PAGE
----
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10 technologies that could revolutionize film

10 technologies that could revolutionize film

10 technologies that could revolutionize film

I have a suspicion that my friend Stéphane Jolicoeur (Senior Internet Applications Analyst at the NFB) lives in the future. Not that he time travels like Marty McFly (although I wouldn’t be surprised if he had a DeLorean DMC-12 hidden away somewhere…), but he spends most of his free time surfing computing, design and future tech websites like NOTCOT, Fastcodesign and TechCrunch, and sending me links about 3D printing and HTML 5.

A few days ago, I asked him what new technology and software he thought could revolutionize the world of film. Since then, he’s been sending me a few links everyday.

10 technologies to watch

1. 3D Printing

3D printing is an invention that allows designers, engineers and artists of all stripes to create the impossible. Although not a new technology, the current incarnation is a major step forward. High performance office printers, like the MakerBot, can now print colour objects out of plastic in high resolution (with fewer visible filaments). They start with 3D digital models created on a computer or scanner and print them layer-by-layer in three dimensions. Visual concepts and objects that were previously impossible to create are now within reach. For animators, applications include making marionettes, set decor and miniature models. For a glimpse at the technology’s potential, have a look at this Japanese 3D printing photo booth.

In this video, Lee Unkrich, the director of Toy Story 3, demonstrates how his team at Pixar used 3D printing technology (and a printer made by Z Corporation) to create models of the film’s characters.

2. Arduino Microcontroller (and Makey Makey)

Arduino is an open source electronics prototyping platform that consists of development software and computer hardware. The easy-to-program Arduino microcontroller board makes it possible to develop computers that interface with the physical world through its chips and transistors. With plans and software available online under a non-restrictive licence, Arduino is a small revolution for creative people. Designer Lara Grant quickly learned how to harness the technology to create a clothing collection that features music interfaces and sensors that produce music based on touch and movement. Very, very cool.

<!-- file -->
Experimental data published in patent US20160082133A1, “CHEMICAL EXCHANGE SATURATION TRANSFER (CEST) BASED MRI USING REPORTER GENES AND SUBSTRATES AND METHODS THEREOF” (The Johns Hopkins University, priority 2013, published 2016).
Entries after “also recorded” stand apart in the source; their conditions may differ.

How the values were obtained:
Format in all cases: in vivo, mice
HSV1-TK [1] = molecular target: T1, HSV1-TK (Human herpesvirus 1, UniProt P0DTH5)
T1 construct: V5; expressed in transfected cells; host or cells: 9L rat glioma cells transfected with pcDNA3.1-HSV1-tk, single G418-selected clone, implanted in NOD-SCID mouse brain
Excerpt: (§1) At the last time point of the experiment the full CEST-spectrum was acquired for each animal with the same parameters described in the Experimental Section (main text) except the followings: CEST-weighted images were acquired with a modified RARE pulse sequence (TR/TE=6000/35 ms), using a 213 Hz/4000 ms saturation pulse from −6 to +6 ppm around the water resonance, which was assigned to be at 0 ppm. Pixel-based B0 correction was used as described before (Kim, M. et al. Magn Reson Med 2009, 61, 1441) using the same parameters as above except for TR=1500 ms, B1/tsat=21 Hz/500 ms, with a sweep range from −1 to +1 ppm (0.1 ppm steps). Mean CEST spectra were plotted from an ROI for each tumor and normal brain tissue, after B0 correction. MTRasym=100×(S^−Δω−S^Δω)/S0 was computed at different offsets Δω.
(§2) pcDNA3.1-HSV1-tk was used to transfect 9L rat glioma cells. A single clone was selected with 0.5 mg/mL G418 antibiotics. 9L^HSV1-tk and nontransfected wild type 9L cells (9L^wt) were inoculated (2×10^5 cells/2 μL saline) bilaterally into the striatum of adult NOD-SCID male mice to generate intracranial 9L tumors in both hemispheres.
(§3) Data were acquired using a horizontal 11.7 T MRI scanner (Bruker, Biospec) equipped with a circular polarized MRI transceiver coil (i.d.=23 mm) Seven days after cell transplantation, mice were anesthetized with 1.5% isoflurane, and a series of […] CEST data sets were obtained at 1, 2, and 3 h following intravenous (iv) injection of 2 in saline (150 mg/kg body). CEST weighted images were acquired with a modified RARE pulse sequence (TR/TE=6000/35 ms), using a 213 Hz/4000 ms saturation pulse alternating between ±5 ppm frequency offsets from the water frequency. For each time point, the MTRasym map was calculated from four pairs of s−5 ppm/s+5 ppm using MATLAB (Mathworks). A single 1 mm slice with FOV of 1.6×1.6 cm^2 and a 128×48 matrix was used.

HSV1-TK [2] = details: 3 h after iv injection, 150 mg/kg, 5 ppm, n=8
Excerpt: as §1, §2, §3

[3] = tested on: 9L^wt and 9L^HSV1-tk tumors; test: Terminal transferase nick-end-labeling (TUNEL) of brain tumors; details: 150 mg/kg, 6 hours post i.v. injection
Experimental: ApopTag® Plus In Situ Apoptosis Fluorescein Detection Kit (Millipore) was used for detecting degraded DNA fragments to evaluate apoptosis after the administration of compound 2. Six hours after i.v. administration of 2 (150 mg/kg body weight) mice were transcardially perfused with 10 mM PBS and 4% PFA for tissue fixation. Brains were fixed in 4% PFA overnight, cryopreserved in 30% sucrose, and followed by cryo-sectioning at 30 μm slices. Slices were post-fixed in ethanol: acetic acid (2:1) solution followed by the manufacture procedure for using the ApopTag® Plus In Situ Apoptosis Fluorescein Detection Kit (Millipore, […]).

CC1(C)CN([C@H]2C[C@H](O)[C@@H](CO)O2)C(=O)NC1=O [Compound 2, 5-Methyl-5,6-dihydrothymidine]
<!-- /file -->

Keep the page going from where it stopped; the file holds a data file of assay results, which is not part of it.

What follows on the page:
Filmmakers could use this type of microcontroller to develop equipment such as a remote-controlled camera dolly. Or they could use it to create electronic gadgets to control objects from a distance, à la James Bond.

Budding engineers might also be interested in the Makey Makey inventor kit, which allows anyone to turn any everyday object into an electrical controller. It’s easy to use and oh-so-practical!

3. Augmented Reality

Your view of the world can now be enhanced. Augmented reality is a technology that opens an impressive new world of possibilities. It makes it possible to overlay computer-generated data – such as useful information, animation, another dimension (3D), audio, video or interactive content – on images of the real world. For example, the ARART iPhone application can breathe life into objects – animating images that would otherwise be static. With it, you can look at well-known works of art like The Girl With The Pearl Earring through your smartphone camera and watch as it is animated before your eyes.

4. D3 Data Visualization

Documentary makers and journalists will be interested by the D3.js data visualization framework. This JavaScript library is designed to easily manipulate and compile data in various ways. Using D3, statisticians and historians can track major trends (such as voting in the U.S.) over many years and visualize the data in new ways. This D3 Show Reel presents a number of graphics produced from the same data. It gives you a good idea of the various ways that trends can be visualized and interpreted.

5. Near Field Communication (NFC)